Music and the Writer
Last week, I contributed to British author and journalist Roz Morris’ fascinating series “Undercover Soundtrack,” which explores the symbiotic relationship between music and literature. My piece discusses how music inspired many parts of the Bibliophiles series, including all three of the titles.
Here's a bit of it.
"The chance to delve into the '60s and the Pearsons’ background was too much fun to resist. Only a small child when the Hippies embarked on their psychedelic journey, I was drawn to their sense of freedom, something I had never felt growing up as an only child.
Every day while writing Spring’s childhood, the velvety smooth vocals of Jim Morrison in The Doors’ classic "Light My Fire" showed me a window to their world and explored quintessential sixties sounds. I mean, does anyone use an organ like that anymore? "Aquarius" belted out by the 5th Dimension and originally from the musical "Hair" signified pure freedom. Anything was possible if you opened your mind and let the sunshine in. That bass line underscores the funkiness of the dance. You can’t help but move.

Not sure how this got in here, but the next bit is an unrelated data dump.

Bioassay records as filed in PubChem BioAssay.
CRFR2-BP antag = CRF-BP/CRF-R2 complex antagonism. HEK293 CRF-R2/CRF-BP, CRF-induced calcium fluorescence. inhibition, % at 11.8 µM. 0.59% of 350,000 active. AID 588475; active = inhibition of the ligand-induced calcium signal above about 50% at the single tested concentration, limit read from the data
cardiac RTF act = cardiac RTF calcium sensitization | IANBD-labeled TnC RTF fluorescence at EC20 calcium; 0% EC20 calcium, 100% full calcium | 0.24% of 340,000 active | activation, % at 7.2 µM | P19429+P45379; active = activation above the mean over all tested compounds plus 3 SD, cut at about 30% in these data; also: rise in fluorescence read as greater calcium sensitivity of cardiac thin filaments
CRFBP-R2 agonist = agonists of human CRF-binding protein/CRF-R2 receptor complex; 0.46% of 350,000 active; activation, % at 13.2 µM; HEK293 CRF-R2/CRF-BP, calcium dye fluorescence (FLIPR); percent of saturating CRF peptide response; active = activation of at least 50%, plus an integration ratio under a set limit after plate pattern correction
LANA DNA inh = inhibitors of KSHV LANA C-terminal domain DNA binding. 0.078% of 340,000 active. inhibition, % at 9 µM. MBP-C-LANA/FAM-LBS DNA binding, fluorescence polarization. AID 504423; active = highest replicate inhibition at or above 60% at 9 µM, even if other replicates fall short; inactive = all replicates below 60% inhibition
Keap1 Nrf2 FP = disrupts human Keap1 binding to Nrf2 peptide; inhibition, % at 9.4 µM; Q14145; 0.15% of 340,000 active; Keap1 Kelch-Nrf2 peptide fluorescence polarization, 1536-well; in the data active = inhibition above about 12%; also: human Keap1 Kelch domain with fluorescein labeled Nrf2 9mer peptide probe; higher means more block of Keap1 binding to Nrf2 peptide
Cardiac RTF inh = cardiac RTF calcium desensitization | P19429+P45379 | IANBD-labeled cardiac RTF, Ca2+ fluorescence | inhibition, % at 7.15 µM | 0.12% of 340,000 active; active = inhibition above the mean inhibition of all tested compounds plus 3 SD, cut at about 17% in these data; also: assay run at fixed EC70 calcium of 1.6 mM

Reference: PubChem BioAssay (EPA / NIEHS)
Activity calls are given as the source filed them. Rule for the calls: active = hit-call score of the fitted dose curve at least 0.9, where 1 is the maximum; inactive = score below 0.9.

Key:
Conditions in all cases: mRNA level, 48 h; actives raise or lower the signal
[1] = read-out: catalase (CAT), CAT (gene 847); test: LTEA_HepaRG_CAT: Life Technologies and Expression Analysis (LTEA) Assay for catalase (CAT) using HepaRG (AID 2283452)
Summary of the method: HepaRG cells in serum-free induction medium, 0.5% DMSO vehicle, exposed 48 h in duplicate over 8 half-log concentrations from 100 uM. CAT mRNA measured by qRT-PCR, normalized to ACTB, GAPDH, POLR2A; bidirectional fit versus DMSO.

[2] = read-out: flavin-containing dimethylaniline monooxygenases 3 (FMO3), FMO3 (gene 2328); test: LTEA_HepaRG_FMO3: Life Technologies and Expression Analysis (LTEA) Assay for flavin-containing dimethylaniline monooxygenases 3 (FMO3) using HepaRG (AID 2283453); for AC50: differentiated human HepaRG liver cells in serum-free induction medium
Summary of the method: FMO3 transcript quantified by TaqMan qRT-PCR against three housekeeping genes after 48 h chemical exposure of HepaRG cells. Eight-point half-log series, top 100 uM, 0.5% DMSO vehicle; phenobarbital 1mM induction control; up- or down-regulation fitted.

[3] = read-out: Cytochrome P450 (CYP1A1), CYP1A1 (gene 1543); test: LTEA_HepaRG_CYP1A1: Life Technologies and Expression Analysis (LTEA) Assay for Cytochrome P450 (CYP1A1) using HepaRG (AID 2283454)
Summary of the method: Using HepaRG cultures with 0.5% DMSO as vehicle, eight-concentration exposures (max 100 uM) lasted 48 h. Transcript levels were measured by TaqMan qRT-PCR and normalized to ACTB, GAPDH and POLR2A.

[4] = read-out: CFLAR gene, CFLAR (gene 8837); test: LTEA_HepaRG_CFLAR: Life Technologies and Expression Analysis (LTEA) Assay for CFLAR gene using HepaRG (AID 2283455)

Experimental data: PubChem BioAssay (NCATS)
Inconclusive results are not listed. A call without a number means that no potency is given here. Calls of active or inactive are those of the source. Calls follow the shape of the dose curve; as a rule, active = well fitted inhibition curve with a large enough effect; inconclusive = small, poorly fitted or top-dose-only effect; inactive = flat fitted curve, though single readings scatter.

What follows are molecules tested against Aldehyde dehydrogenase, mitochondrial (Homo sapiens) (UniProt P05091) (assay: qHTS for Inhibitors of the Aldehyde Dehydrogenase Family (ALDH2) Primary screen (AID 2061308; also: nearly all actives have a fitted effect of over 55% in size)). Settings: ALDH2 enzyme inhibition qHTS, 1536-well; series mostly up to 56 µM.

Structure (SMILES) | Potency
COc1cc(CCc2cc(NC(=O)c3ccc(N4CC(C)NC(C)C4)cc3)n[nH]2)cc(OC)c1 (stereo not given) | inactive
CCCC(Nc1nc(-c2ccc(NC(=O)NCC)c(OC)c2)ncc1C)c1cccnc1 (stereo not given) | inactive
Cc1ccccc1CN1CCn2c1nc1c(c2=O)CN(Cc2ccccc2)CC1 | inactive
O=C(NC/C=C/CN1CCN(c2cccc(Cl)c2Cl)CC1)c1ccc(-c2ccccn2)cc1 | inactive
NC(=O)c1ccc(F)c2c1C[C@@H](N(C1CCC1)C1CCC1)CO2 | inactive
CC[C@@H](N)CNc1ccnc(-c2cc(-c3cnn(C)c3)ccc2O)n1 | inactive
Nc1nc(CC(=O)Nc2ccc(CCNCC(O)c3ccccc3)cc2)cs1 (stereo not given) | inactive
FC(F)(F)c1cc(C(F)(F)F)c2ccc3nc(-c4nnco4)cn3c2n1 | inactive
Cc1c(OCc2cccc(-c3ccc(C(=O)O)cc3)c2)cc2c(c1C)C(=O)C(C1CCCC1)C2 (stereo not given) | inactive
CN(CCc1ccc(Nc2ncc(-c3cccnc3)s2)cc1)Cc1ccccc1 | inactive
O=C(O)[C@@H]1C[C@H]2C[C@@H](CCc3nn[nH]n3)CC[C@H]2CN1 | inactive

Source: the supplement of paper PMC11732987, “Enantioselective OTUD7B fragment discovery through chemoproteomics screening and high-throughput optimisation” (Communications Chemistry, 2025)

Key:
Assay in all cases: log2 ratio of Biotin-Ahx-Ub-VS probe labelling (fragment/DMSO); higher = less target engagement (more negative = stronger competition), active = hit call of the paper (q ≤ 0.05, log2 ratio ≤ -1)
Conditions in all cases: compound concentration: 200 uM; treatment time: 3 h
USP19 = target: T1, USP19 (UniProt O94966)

That’s how I felt about the Pearsons. Sure, they might be potheads who left their eleven-year-old daughter in charge of their juice bar, but you can’t help but like them.
In contrast, Thaddeus’s family is traditional, and he, himself, is more formal. The Brandenburg Concertos played on repeat while writing his chapters. They helped me focus on structure and complexity. While driving, Thaddeus puts on the local classical music radio station hoping for Handel or a medieval madrigal."
Undercover Soundtrack offers a unique insight into the creative process. To read Roz's own piece for her critically acclaimed novel My Memories of a Future Life, click here.